Prayer for the day
I long for your salvation, O LORD, and your law is my delight.
Scripture for the day
The First Testament purity laws are dizzying at first glance (and second and third glance for that matter!). Why are certain animals considered clean and certain animals unclean? Why does childbirth require a sin offering? Did the woman sin by having a baby? And what does any of this have to do with holiness to God?
Cleanliness is a big deal in the First Testament. And that deal carries into the Second. Clean and unclean may not be as explicitly stated in the Second Testament, but they certainly are important, particularly for Jesus.
Were the disciples clean or unclean? All of them? What about Judas?
Jesus has some stiff words for the idea of clean and unclean. He speaks of cleanliness as a matter of the heart, claiming that it is not what goes into a man that makes him clean or unclean, but what comes out of a man that shows the state of his heart.
To all appearances, the disciples were clean. They walked and talked with the master. They were men who cared deeply for the things of God. They would follow the law of God, and seek the will of God. Yet even these men who look, to us, like the epitome of clean-ness, are not all they’re cracked up to be.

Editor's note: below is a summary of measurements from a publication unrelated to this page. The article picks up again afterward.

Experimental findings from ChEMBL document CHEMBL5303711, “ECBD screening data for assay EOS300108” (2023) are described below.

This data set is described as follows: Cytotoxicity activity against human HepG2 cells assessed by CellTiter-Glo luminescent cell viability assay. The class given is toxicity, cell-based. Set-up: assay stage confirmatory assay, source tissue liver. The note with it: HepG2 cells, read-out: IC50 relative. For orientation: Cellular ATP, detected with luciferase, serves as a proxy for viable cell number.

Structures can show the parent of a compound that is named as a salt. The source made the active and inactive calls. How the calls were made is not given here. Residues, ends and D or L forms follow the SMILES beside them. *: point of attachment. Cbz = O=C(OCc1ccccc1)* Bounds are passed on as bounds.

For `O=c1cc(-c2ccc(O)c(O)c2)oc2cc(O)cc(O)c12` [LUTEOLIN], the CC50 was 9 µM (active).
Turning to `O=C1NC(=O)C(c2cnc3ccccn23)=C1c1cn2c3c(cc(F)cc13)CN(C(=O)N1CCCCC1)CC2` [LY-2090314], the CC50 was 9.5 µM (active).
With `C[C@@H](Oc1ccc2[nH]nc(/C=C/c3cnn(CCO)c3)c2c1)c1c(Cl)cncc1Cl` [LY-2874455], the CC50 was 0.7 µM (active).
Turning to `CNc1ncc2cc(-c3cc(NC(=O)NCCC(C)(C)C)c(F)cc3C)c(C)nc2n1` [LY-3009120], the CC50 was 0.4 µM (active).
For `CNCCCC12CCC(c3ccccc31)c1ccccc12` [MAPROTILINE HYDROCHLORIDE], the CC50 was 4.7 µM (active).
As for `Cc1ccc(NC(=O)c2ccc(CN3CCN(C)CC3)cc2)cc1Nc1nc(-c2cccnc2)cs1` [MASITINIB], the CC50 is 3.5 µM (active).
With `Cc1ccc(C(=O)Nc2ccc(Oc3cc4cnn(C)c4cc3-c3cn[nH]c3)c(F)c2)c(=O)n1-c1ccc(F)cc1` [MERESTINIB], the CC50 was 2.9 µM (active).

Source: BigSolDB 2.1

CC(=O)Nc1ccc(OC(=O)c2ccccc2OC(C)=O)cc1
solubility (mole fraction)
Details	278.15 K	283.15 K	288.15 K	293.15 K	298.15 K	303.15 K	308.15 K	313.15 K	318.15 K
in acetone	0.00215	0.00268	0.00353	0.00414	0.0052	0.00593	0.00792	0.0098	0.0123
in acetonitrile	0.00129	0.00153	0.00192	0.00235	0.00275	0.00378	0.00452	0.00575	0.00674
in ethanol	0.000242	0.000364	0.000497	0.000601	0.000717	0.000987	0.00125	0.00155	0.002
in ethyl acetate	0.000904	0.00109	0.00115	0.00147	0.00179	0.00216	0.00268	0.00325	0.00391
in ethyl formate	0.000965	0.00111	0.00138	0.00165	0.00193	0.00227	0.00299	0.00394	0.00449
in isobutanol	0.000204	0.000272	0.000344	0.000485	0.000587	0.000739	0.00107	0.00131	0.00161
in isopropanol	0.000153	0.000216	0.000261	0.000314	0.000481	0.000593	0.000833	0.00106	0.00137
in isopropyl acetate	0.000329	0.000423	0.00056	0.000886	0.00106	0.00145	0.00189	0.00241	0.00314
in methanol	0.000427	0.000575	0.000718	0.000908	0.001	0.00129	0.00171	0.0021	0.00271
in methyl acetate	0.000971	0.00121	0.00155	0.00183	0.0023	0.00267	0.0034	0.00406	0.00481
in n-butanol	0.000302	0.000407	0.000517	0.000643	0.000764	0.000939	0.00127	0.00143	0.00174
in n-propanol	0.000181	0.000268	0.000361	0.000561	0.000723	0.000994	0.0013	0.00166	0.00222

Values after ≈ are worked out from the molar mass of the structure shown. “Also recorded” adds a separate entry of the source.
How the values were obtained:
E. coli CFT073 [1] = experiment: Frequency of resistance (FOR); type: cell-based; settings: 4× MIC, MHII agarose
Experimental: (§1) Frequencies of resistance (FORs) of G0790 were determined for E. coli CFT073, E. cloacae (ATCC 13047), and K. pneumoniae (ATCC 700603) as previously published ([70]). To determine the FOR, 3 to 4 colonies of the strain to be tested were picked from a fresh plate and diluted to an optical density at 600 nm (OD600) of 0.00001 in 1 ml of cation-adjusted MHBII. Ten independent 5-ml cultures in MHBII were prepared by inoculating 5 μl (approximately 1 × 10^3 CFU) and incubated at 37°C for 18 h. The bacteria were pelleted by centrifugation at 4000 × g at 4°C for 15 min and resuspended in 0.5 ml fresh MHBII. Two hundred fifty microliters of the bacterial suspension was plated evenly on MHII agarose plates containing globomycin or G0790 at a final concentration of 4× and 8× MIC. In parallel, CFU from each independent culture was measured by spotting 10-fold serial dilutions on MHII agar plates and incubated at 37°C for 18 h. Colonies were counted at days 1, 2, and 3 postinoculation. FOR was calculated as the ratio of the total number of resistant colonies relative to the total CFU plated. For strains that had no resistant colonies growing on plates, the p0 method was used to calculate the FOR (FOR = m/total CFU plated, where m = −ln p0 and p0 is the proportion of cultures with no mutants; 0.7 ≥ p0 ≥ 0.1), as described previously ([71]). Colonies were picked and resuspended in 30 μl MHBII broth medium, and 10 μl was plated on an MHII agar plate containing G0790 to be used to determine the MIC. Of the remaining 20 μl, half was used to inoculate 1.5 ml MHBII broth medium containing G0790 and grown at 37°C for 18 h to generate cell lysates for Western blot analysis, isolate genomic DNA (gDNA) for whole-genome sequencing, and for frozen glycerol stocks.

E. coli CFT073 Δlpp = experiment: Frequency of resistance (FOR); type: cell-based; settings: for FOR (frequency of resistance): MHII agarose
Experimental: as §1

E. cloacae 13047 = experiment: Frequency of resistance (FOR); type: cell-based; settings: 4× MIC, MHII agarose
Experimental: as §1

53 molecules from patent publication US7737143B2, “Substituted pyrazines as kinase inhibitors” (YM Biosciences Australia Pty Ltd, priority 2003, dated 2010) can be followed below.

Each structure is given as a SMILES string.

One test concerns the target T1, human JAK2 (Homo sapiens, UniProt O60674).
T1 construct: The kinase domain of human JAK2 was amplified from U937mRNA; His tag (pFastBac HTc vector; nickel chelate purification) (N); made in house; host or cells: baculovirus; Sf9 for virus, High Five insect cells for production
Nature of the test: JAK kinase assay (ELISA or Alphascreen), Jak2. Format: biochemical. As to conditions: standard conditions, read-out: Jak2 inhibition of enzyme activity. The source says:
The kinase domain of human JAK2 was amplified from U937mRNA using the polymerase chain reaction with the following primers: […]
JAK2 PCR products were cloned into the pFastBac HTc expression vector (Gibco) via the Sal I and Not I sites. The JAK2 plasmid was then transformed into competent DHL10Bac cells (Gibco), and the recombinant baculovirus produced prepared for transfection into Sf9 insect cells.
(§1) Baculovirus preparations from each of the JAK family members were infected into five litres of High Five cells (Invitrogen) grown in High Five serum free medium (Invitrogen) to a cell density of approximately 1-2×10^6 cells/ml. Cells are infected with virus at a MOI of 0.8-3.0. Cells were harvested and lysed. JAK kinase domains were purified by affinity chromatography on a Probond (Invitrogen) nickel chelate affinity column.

They rebuke the woman who pours the perfume on Jesus’ feet, not understanding the nature of her gift and sacrifice. They each claim to be the one who would stick with Jesus to the end. Yet (spoiler alert) Jesus dies, and dies largely abandoned by his disciples. One close to him betrays him to death. One even closer denies ever having known him.
Cleanness has very little, even in the First Testament, to do with the nature of nature. Cleanness has more to do with the declaration and will of God, and our willingness to follow it into uncomfortable and sometimes non-sensical places.
It is God who declares us clean or unclean, and the condition of our hearts which shows it.
God, make us clean.